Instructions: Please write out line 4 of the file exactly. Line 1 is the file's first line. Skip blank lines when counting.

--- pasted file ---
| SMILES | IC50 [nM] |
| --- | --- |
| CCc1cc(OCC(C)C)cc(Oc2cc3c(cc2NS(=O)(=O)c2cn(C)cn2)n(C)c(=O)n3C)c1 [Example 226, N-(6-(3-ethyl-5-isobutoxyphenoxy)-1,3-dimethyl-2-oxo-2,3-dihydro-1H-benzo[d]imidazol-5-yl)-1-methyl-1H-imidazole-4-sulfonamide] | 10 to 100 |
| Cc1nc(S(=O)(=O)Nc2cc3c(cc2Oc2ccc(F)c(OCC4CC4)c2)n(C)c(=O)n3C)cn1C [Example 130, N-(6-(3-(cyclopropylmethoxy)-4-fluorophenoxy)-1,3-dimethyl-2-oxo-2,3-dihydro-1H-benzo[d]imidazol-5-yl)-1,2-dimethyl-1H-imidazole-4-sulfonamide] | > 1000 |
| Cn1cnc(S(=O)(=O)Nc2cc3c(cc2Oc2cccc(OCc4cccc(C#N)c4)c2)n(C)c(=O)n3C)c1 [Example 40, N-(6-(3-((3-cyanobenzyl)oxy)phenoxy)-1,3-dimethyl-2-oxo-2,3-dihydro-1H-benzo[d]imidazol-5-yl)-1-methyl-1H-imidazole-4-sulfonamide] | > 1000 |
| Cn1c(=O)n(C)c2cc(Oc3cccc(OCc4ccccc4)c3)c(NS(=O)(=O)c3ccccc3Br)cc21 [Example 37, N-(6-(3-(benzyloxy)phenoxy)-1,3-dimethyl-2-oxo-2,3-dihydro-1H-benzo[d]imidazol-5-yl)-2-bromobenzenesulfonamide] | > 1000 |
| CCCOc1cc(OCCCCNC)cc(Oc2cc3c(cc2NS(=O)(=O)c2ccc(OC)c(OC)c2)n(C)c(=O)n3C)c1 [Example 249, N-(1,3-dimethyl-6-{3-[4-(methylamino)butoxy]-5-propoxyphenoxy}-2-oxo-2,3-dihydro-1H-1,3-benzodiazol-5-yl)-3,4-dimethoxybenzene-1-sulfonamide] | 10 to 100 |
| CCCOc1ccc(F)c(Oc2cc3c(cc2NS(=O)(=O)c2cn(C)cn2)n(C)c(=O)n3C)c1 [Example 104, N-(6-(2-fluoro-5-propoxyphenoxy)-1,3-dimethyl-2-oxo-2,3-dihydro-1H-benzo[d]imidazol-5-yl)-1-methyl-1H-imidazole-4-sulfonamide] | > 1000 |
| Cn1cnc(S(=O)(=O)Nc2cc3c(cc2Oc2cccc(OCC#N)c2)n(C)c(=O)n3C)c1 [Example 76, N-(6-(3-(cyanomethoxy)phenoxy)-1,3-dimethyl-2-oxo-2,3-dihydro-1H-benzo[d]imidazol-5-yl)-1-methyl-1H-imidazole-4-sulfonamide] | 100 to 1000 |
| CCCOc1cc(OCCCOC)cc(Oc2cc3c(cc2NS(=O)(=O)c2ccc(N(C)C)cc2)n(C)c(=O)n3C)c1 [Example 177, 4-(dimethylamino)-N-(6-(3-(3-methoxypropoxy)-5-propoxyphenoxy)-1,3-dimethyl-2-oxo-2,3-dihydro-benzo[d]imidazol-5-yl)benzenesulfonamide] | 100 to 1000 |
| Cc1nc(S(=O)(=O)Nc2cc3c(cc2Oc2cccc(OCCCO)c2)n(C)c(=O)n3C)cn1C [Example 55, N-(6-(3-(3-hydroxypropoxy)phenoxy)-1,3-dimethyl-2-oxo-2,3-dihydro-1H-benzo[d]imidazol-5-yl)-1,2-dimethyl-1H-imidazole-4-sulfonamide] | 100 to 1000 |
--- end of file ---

| Cc1nc(S(=O)(=O)Nc2cc3c(cc2Oc2ccc(F)c(OCC4CC4)c2)n(C)c(=O)n3C)cn1C [Example 130, N-(6-(3-(cyclopropylmethoxy)-4-fluorophenoxy)-1,3-dimethyl-2-oxo-2,3-dihydro-1H-benzo[d]imidazol-5-yl)-1,2-dimethyl-1H-imidazole-4-sulfonamide] | > 1000 |